It’s not unlike looking up at the stars each night.  If you get to a place where you can see the sky perfectly, where mankind hasn’t diminished their view with too much light, you lay on your back and there is a tapestry of infinity above. It boggles the mind and forces us to surrender to nature. 

I was thinking about this yesterday and last night read again Whitman’s poem, “When I Heard the Learn’d Astronomer”.

When I heard the learn'd astronomer,
When the proofs, the figures, were ranged in columns before me,
When I was shown the charts and diagrams, to add, divide
and measure them,
When I sitting heard the astronomer where he lectured with
much applause in the lecture-room,
How soon unaccountable I became tired and sick,
Till rising and gliding out I wander' d off by myself,
In the mystical moist night-air, and from time to time,
Look'd up in perfect silence at the stars.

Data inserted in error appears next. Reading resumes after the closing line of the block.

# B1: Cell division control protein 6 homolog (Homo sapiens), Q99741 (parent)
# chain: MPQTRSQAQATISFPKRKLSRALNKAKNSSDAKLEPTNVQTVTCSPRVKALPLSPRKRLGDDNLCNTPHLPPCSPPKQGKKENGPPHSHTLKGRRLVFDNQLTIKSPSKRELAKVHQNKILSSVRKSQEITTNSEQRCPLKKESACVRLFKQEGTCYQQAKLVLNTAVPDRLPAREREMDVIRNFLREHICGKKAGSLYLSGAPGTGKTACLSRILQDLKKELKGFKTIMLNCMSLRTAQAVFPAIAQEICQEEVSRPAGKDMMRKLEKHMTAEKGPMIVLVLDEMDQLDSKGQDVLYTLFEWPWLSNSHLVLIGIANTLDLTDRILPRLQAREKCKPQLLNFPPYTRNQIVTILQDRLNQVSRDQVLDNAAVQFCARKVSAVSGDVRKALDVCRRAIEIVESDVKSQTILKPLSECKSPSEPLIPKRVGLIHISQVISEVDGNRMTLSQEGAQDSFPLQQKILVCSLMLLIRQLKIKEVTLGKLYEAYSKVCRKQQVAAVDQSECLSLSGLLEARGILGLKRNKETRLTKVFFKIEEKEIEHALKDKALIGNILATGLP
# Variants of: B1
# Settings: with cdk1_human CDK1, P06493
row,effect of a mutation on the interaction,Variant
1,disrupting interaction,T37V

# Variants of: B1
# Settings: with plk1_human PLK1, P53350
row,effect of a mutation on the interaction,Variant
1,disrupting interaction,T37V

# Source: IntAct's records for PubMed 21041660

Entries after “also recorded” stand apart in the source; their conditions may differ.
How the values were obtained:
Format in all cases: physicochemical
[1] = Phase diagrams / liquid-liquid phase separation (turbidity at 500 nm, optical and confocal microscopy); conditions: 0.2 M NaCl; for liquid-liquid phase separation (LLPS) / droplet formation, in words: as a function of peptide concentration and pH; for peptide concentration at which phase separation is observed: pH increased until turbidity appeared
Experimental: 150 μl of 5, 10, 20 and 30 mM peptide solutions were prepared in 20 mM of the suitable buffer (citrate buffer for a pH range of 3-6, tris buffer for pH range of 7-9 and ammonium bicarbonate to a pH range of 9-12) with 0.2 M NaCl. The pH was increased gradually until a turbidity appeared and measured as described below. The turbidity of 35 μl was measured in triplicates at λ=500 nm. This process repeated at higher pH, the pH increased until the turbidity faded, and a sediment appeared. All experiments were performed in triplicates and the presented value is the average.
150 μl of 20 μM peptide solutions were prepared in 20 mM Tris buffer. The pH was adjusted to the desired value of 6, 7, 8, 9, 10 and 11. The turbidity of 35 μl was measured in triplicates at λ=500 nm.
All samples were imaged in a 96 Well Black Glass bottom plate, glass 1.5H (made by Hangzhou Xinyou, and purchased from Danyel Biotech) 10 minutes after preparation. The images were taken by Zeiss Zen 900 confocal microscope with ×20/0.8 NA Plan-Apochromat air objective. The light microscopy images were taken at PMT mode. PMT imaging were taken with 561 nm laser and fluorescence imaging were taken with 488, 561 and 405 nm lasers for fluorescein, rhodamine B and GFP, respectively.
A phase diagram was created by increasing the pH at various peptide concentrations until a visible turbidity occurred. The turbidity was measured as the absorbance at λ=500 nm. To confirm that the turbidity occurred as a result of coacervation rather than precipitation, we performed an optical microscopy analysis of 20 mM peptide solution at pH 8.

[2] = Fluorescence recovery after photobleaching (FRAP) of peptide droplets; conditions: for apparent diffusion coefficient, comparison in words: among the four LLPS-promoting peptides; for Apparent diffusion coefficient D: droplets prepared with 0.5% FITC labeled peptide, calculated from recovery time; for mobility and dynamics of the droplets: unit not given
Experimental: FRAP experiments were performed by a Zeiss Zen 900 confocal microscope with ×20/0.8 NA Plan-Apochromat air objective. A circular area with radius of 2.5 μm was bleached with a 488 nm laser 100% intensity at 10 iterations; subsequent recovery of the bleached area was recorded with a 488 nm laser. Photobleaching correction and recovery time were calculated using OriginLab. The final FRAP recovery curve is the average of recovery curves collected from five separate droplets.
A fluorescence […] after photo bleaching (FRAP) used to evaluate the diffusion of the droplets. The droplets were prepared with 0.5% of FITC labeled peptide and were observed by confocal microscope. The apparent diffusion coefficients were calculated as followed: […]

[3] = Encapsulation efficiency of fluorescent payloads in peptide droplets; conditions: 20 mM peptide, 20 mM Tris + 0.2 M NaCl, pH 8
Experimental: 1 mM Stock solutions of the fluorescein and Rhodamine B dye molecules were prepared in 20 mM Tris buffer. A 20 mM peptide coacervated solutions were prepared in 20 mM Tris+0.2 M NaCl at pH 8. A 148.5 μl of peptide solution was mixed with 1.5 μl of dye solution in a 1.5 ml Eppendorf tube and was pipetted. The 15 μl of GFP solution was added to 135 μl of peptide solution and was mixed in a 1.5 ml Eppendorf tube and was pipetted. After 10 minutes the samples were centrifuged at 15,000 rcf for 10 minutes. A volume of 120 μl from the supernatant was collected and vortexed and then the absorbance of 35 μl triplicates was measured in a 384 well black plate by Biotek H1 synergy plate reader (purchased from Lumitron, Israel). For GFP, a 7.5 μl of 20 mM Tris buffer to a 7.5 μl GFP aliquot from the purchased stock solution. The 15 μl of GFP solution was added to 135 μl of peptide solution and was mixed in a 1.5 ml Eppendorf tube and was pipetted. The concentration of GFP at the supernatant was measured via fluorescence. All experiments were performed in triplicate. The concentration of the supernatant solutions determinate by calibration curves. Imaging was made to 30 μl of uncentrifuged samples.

I find comfort in knowing not everything can be captured or defined.  Not really.  It’s often the essence of the big picture which delivers us to wonder and not the definition found in the certainty of the microscopic view. 

Oh, and if you are looking for Atticus, he is indeed in the photograph, just not as central to its theme as he usually is.  Sometimes, it’s nice to just blend in and become part of the scenery.
 

A White Mountain Spring.

14 comments:

Carrie said...

Thank you for starting out my day in wonder! When you write about nature I feel like Henry David Thoreau has come back.

Anonymous said...

What beauty! Thanks for sharing.

Anonymous said...

Loved your book. Love your blog. That is beautiful photograph.

Deb Pultorak said...

An absolutely perfect way to start the day... Thanks so much! Love to you and Atticus from Iowa!

Carter W Rae said...

Very nice post here Tom we become part of your wonderful journey, sights and sounds and all of the restoring sights and smells that make this memorable and beautiful .. All the best in your beautiful journey thank you for your commitment to beauty and letting us share .. Carter & Stacy

Ursula R said...

Beautiful description and photo. What a wonderful way to start the day. How lucky you, Atticus and Will are!

jspillane said...

I read in the autobiography of Grandma Moses that she had counted 16 shades of green in the forest. This amazed me at the time but then I started to pay closer attention and discovered there were many more...

Donna Jean said...